Thursday, March 15, 2007

Can you boost your kid's IQ?

The popular press likes to promote the idea of the pushy, hovering parent doing everything possible to get a child into Harvard from birth -- see all the talk of Hothouse Kids and the like over the past year. This is a misleading stereotype; most parents are focused on simply getting through the day without major crises, and have not developed a philosophy on why Baby Einstein is better than Barbie. But there is a certain subset that apparently believes, rather egotistically, that their children's later success rides on their early parenting decisions.

For instance, I recently came across a book, by neurologist David Perlmutter, called "Raise a Smarter Child by Kindergarten." Dr. Perlmutter says that 30 IQ points are at stake between birth and kindergarten, and he has the activities you should do with your kids to maximize their allotment. Frankly, I'm not sure why birth is the beginning point, except that it's hard to interest a fetus in flashcards. An industry of womb music has sprung up for parents looking to get a jump start on all this after putting two and two together. You see, babies remember music they hear after 20 weeks gestation, according to this article, and countless elementary school science fair projects have shown that plants grow better when exposed to classical music. So in theory, playing Mozart to a child, in utero, should make him smarter later. Except there's absolutely no evidence of this. Research is even showing that breast-feeding, long thought to increase IQ, actually doesn't.

That's not to say that parents have no effect on a child's intelligence beyond their genes. Studies on adoption have shown that while adopted children with lower IQs don't match their new families' IQ scores, they do get a major boost. This boost is enough to take children from the borderline mental retardation level to just a bit on the lower side of normal. This has a huge payoff in terms of what kinds of jobs and what kind of life the child will be able to manage later on.

But the evidence is not so clear on what well-educated parents can do to raise the IQ scores of their already well-loved, well-stimulated children. Nor is it clear that a mildly higher IQ score -- beyond a certain level -- will do much to enhance a child's success later in life. As the "Praise" post a few weeks ago discussed, there's much to be said for self-reliance. For a child to develop that, a parent has to do one of the hardest things possible in our competitive culture -- step back and let the little one succeed or fail on his own.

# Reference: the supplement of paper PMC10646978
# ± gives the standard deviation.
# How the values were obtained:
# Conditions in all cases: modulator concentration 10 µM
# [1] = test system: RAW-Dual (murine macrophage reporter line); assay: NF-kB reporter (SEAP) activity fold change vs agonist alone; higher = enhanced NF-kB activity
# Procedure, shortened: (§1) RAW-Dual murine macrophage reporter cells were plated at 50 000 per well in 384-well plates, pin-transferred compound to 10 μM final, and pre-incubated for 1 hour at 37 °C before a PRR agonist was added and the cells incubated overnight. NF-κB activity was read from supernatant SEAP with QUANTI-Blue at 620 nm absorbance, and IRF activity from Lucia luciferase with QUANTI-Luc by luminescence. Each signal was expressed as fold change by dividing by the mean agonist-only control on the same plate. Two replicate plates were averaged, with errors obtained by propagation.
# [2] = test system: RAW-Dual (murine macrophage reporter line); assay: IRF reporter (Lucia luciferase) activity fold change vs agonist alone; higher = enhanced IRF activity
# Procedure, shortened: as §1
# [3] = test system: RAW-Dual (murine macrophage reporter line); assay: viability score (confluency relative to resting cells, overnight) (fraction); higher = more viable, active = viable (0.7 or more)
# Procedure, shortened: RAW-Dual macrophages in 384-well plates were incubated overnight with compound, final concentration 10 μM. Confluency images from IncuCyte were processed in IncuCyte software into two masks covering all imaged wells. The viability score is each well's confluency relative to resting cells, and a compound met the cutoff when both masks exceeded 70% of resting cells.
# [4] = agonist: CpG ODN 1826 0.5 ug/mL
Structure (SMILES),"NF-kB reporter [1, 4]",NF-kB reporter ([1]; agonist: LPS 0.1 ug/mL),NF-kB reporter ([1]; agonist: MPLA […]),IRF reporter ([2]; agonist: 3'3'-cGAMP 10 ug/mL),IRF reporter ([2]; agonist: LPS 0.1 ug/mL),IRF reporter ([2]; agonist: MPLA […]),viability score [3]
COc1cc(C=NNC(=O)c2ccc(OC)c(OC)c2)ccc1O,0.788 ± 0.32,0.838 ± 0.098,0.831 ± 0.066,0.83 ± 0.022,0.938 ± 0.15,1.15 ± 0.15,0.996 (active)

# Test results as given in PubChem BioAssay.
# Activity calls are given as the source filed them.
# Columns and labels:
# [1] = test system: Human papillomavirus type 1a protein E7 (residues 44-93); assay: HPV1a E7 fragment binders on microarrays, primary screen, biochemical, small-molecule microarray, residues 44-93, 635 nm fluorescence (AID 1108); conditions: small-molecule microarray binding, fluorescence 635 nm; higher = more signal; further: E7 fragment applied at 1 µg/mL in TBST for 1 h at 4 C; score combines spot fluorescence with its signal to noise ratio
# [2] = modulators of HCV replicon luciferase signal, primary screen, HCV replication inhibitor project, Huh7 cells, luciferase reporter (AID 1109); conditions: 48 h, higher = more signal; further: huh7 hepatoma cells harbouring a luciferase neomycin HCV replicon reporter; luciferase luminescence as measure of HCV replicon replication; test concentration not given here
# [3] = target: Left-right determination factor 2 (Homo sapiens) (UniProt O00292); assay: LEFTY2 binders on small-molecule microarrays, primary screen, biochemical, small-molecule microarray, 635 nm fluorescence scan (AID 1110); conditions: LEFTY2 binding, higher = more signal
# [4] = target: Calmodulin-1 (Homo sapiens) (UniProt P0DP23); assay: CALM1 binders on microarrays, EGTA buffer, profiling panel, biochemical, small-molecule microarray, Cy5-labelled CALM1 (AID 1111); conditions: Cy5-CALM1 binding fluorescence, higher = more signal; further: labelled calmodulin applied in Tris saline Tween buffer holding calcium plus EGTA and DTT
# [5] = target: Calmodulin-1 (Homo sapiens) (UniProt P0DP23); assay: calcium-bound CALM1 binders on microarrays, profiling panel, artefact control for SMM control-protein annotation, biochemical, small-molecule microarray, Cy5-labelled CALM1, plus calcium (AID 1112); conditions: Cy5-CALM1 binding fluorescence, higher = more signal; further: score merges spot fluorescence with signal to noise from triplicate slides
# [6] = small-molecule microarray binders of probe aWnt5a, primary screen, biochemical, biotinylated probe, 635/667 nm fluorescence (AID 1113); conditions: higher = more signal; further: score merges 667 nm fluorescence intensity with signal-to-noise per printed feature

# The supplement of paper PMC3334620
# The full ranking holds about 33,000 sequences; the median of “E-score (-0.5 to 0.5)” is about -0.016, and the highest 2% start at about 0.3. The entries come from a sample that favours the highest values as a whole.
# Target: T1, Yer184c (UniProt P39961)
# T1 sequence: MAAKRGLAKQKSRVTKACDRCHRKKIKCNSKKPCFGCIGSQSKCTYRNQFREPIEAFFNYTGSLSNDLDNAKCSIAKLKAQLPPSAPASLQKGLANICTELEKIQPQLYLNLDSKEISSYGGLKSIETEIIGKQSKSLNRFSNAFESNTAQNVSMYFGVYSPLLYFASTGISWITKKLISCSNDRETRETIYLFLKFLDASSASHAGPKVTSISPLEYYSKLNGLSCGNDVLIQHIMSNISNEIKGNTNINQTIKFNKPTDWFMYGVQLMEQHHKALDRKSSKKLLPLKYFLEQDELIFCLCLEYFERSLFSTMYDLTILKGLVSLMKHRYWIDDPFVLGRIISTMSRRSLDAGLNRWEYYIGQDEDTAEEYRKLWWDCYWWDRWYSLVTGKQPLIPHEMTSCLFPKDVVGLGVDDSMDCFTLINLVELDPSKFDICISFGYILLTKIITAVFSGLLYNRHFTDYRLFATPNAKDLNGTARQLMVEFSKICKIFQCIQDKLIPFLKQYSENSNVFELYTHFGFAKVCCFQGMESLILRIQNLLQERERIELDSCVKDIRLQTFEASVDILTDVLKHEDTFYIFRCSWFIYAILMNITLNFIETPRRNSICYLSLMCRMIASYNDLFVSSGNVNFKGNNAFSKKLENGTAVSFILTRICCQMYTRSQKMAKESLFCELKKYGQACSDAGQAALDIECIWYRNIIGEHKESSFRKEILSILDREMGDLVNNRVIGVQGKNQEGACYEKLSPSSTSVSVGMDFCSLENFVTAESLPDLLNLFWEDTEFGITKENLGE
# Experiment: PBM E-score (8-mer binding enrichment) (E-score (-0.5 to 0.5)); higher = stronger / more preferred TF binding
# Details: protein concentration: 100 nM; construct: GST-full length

It's human nature to want to believe that things are within our power that aren't. But it doesn't help gifted kids to have society believe that parents just hothoused them from conception to age five. As one mom told us in Genius Denied, she saw a father out jogging with his son, shouting multiplication tables back and forth to be sure the boy learned them. "Sam just learned them," this mom says of her own kid. "I didn't have to do a thing." Gifted children are a gift, often a complicated one, for sure, but not a reward for doing the right number of flashcards. Discussions of gifted education would benefit from a wider realization of this truth.


Lisa said...

Very well written Laura! If the parents who want to raise their child's IQ could only spend a day with my extremely gifted son, they'd stop all efforts! :)

He was going to be gifted regardless of how his environment I believe.

Anonymous said...

My son is not extremely gifted, whatever that definition is. He was tested to be highly gifted, then retested two years later with a further gain of 2 percentage points. Now how much do I take credit for that gain? A lot, I'd say, a credit I am ready to share with his school.